Co Morbidity Of Schizophrenia And Other Mental IllnessesPresentation Transcript
Andrea Bridley Psychology 492: Advanced General Psychology
The most commonly used substance in those that are diagnosed with Schizophrenia is alcohol (Bellack & DiClemente, 1999)
To reduce the negative effects of Schizophrenia
Other commonly used substances include:
What do researchers focus on when looking at co-morbid disorders?
Social perspectives of the client
Focusing on the substance use/abuse
Educational purposes for substance use/abuse
Habits, triggers, cravings, and goal setting
Some of the most common disorders that are co-morbid with Schizophrenia include:
Substance Abuse (most common and predominates over any other disorder) (Buckley, Miller, Lehrer, and Castle, 2009)
There is a 47% chance that those that are diagnosed with Schizophrenia, also have a lifetime chance of substance abuse co-morbidity.
There is also a chance that those diagnosed with Schizophrenia, may also have a medical co-morbid disorder. Some of these include:
Coronary Artery Disease
Chronic Obstructive Pulmonary disease
During a study done of 1,424 patients that were diagnosed with Schizophrenia, 58% of them had a medical condition, and 9% had more than 4 medical conditions.
This study also found that there was a higher rate for poor neurocognitive functioning as well as more depressive symptoms
(Chwastiak, et. Al., 2006)
A study that was done compared those that were discharged from the hospital from at least 2 inpatient stays (with a diagnosis of Schizophrenia) with those that did not have an actual diagnosis of Schizophrenia
This study was done to compare the two groups in regards to the violent crime in relation to those with Schizophrenia
This study shows that the rate of violent crime is minimal in those that had a diagnosis of Schizophrenia.
Those that had a diagnosis of Schizophrenia co-morbid with a substance abuse disorder had a higher violent crime rate.
Fazel, Langstrom, Hjern, Gann, Lichtenstein, 2009
In one study that was comprised of 22 subjects, all who were dually diagnosed with Schizophrenia & substance abuse.
After doing the intake paperwork, completing medical history, and history on their Schizophrenia diagnosis (age at onset, current state, etc) it was found that only 5 of the 22 cases Schizophrenia was experienced before they experienced the onset of substance abuse.
It was not found that the substances increased or decreased the symptoms of the patient’s Schizophrenia.
This study shows that one disorder does not necessarily cause the other in the case of a dual-diagnosis of Schizophrenia and substance abuse.
Goswami, Singh, Mattoo, Basu, 2003
Throughout a 14 year study, those that were admitted to a hospital that were experiencing their first-episode of Schizophrenia & were also diagnosed with substance abuse disorder, had reported that they felt that the substance abuse precedes the onset of Schizophrenia.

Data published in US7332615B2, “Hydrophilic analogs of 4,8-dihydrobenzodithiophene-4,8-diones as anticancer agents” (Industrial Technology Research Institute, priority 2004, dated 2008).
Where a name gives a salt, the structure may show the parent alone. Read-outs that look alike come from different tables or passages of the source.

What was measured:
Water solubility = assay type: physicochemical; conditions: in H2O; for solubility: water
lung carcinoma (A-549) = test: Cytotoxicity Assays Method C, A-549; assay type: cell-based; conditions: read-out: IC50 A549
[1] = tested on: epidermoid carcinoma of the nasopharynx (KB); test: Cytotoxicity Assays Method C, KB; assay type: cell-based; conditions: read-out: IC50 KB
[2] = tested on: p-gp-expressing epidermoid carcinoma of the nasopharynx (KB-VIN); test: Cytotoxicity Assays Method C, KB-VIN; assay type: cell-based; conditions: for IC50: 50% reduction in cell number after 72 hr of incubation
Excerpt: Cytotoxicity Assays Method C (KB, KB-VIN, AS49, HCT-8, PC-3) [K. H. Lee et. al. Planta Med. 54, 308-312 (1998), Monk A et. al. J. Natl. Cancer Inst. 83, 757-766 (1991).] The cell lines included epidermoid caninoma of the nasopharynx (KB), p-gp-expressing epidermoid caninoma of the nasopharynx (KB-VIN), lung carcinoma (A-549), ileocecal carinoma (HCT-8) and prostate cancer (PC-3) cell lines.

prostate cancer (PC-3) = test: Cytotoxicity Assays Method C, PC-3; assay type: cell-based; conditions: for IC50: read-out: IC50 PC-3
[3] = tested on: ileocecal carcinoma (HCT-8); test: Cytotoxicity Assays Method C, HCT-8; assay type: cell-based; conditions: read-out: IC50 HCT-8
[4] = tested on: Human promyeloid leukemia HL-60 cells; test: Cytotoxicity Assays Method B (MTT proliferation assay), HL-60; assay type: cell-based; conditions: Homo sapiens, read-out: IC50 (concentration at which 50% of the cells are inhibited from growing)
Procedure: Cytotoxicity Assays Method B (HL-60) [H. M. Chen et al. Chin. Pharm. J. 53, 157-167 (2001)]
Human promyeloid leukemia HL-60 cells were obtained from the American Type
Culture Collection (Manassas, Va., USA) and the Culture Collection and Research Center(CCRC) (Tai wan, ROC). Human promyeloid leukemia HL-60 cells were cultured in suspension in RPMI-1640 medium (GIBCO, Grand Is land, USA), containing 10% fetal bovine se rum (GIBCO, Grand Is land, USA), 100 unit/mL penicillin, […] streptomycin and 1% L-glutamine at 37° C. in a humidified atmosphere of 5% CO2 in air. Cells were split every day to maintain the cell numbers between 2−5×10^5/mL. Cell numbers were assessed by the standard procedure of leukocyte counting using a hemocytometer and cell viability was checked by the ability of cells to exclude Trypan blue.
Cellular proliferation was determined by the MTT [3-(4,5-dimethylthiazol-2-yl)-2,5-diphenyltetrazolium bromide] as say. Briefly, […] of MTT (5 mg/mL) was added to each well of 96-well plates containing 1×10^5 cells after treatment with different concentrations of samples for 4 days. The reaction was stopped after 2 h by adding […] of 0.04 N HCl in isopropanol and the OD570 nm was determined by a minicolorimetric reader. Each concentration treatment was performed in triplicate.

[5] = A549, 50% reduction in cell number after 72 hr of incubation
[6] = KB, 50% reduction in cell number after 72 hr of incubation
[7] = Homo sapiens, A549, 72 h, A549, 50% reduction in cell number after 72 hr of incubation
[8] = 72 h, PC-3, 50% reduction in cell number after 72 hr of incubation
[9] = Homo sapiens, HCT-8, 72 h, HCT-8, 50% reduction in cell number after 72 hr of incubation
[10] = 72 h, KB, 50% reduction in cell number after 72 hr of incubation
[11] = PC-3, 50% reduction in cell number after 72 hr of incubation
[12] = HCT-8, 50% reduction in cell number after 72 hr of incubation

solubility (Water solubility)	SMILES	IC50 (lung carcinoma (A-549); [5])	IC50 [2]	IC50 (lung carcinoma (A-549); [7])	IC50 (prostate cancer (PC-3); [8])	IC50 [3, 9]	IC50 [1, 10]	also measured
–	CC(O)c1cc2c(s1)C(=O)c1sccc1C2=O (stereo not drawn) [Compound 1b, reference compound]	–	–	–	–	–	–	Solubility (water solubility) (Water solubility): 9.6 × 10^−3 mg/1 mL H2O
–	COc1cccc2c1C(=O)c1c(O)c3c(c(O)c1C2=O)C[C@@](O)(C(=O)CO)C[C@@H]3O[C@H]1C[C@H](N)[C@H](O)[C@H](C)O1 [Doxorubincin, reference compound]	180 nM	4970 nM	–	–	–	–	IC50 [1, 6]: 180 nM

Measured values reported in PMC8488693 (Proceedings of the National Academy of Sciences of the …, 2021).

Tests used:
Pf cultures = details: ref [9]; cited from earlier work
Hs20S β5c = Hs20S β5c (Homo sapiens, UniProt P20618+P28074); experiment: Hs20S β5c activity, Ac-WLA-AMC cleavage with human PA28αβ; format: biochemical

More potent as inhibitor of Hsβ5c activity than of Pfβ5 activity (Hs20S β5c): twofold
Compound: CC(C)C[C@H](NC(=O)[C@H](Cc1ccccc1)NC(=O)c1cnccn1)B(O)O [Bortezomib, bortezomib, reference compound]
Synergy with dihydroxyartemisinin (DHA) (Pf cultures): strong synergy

Mauri, Volonteri, De Gaspari 2006
It is said that “Antisocial Personality Disorder is more prevalent in those that are diagnosed with Schizophrenia, than in the general population. ” (Moran & Hodgins, 2004, Pg. 791)
Researchers took 232 men, that were diagnosed with Schizophrenia and/or APD, or neither. It was found that there was no affect on the outcome of Schizophrenia if they were dually-diagnosed.
Some things that may cause a person to be more at risk for Schizophrenia include:
Whether it is genetic….Results were inconclusive
Schizophrenia is a very intricate illness, including the co-morbidity rates.
What causes co-morbidity in those with Schizophrenia?
Research is continuing to go on to find out what causes co-morbidity of substance abuse and other mental illnesses.
Bellack A, DiClemente C. Treating substance abuse among patients with schizophrenia. Psychiatr Serv. 1999;50:75-80
Buckley, P. F., Miller, B. J., Lehrer, D. S., & Castle, D. J. (2009). Psychiatric co-morbidities and Schizophrenia. Schizophr Bull , 35 (2), 383-402. http://dx.doi.org/10.1093/schbul/sbn135
Chwastiak, L.A., Rosenheck, R.A., McEvoy, J.P., Keefe, R.S., Swartz, M.S. Lieberman, J.A. (2006). Interrelationships of Psychiatric Symptom Severity, Medical Comorbidity, and
Functioning in Schizophrenia. Psychiatric Serv. (57), pp 1102-1109.
Fazel S, Langstrom N, Hjern A, et al. Schizophrenia, substance abuse, and violent crime. JAMA 2009;301:2016–23.
Goswami S, Singh G, Mattoo SK, Basu D. (2003). Courses of substance use and schizophrenia
In the dual-diagnosis Patients: is there a relationship?. Indian J Med Sci [serial online] 2003 [cited 2010 July 6]; 57:338. Available from:http://www.indianjmedsci.org/text.asp?2003/57/8/338/11939
Mauri, M; Volonteri, L; De Gaspari, I. (2006). Substance abuse in first-episode schizophrenic Patients: a retrospective study. Clin Pract Epidemol Ment Health. 2006;23:2–4.
Moran, P., Hodgins S. (2004). The Correlates of Comorbid Antisocial Personality Disorder in Schizophrenia. Schizophrenia Bulletin, Vol.30 (4), pp 791-802
Sullivan, P.F. (2005). The Genetics of Schizophrenia. PloSMed Vol. 2 (7), e212.